Nina Paley has just released her first feature length animated film “Sita Sings the Blues”, a beautiful interpretation of the Indian epic Ramayana set to 1920’s jazz vocals of Annette Hanshaw. After overcoming some tremendous legal hurtles, she’s now distributing the film for free under a Creative Commons license. If you enjoy the film and would like to help Nina create more great animation, please consider making a donation.
Sita is a Hindu goddess, the leading lady of India’s epic the Ramayana and a dutiful wife who follows her husband Rama on a 14 year exile to a forest, only to be kidnapped by an evil king from Sri Lanka. Despite remaining faithful to her husband, Sita is put through many tests. Nina (the filmmaker Nina Paley herself) is an artist who finds parallels in Sita’s life when her husband – in India on a work project – decides to break up their marriage and dump her via email. Three hilarious Indonesian shadow puppets with Indian accents – linking the popularity of the Ramayana from India all the way to the Far East – narrate both the ancient tragedy and modern comedy in this beautifully animated interpretation of the epic.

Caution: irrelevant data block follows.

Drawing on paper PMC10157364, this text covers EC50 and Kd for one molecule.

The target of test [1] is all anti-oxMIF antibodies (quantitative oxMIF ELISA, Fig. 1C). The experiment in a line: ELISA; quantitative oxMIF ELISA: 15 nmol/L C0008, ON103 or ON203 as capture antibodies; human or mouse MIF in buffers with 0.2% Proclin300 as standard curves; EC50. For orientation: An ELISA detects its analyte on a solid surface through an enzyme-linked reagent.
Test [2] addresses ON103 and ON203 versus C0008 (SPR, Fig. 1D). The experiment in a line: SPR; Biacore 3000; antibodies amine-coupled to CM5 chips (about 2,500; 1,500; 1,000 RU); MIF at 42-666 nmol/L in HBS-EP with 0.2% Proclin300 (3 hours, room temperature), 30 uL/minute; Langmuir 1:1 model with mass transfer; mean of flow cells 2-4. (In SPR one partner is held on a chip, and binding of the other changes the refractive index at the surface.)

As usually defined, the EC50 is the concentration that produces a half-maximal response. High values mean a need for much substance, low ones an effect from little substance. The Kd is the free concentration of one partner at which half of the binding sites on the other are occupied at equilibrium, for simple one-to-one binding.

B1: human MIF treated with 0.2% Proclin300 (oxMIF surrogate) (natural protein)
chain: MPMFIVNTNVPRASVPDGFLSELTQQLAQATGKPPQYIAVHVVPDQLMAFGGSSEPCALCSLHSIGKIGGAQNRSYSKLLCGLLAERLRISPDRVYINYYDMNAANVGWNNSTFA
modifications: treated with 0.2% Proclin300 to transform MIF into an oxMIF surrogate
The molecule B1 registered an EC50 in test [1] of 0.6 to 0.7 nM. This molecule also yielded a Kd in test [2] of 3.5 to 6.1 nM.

In her first feature length film, Paley juxtaposes multiple narrative and visual styles to create a highly entertaining yet moving vision of the Ramayana. Musical numbers choreographed to the 1920’s jazz vocals of Annette Hanshaw feature a cast of hundreds: flying monkeys, evil monsters, gods, goddesses, warriors, sages, and winged eyeballs. A tale of truth, justice and a woman’s cry for equal treatment. Sita Sings the Blues earns its tagline as “The Greatest Break-Up Story Ever Told.”
Here are a couple of good reviews of the film by Roger Ebert and The New York Times.